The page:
Some Florida doctors have recently filed a lawsuit to block new state laws that would crack down on pain clinics. These doctors say the new laws are unconstitutional, but others say the doctors are just afraid of losing sales.
The Pill Mill Problem
Florida has finally begun taking action against its many pain clinics, which are known for prescribing medications to anyone that walks in the door. In a country with a rising prescription drug problem, 98 of the top 100 doctors who dispense oxycodone right out of their offices practice in Florida. Some of these doctors see 80 patients a day, and patients are commonly found lined up outside of some of the most popular clinics. While pain management is important for doctors to provide for their patients, many prescribe unnecessary drugs to known addicts, simply as a way to make a profit. Doctors at these “pill mills” can become very wealthy through these dishonest practices. But with abuse of prescription drugs can come overdose and death, and an estimated 7 Floridians die a day because of prescription drugs. In fact, from 2005 to 2009, Florida had 5,887 deaths from prescription drugs. That’s equal to three times the number of deaths from heroin, cocaine, and other illegal drugs combined.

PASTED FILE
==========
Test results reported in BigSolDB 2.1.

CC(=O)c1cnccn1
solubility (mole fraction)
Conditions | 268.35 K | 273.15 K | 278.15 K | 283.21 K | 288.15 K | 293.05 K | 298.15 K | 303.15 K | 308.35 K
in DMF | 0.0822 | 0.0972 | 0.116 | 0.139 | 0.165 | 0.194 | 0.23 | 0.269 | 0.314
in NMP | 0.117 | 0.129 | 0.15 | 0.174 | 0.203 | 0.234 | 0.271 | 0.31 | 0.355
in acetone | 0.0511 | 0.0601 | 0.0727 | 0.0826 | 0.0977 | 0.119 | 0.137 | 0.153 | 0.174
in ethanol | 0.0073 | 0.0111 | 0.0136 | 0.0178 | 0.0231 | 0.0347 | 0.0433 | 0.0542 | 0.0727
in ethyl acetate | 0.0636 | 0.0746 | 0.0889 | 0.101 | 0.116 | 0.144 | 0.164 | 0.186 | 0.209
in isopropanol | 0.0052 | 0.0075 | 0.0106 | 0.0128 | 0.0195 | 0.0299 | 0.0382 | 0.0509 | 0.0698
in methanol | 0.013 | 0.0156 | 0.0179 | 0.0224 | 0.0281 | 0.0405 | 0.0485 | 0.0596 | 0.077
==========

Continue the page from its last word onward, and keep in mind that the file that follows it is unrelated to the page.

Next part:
Thankfully, Florida has begun to make laws that would shut down pill mills. Included in the newest laws is one that bans clinics from selling more than a 3 day supply of pills to those paying cash or credit. Pain clinics will be required to register, according to the laws, and doctors must get training in pain management. Doctors will also need to examine patients before prescribing drugs, which many find hard to believe was not a requirement before.
There has been much disagreement and blaming going on over the Florida painkiller dilemma. State officials in Florida blame their slow response on unawareness of the issue, because no one reported it to them. The state health department, law enforcement, and the community all need to be working together in this to effectively shut down these obvious violators.
Even with laws already passed and in the works, shutting down pill mill doctors is proving to be difficult. Slow processes can cause months or years of waiting before disciplinary action is taken place. Some doctors get a slap on the wrist and then are allowed back in practice. Lack of communication between the health department and others involved allows many convicted doctors to still keep their license, and others that should be convicted can pick up and close shop before they can be investigated and found out.
When pain clinic doctors sue over a bill that would regulate the immense prescription painkiller market, it becomes mighty suspicious. Whatever their reasons, their underlying concern is that they don’t want to lose their revenue. When we are talking about the touchy subject of prescription painkillers and the lives of patients, we need to be looking out first of all for the patient and the public’s best interest.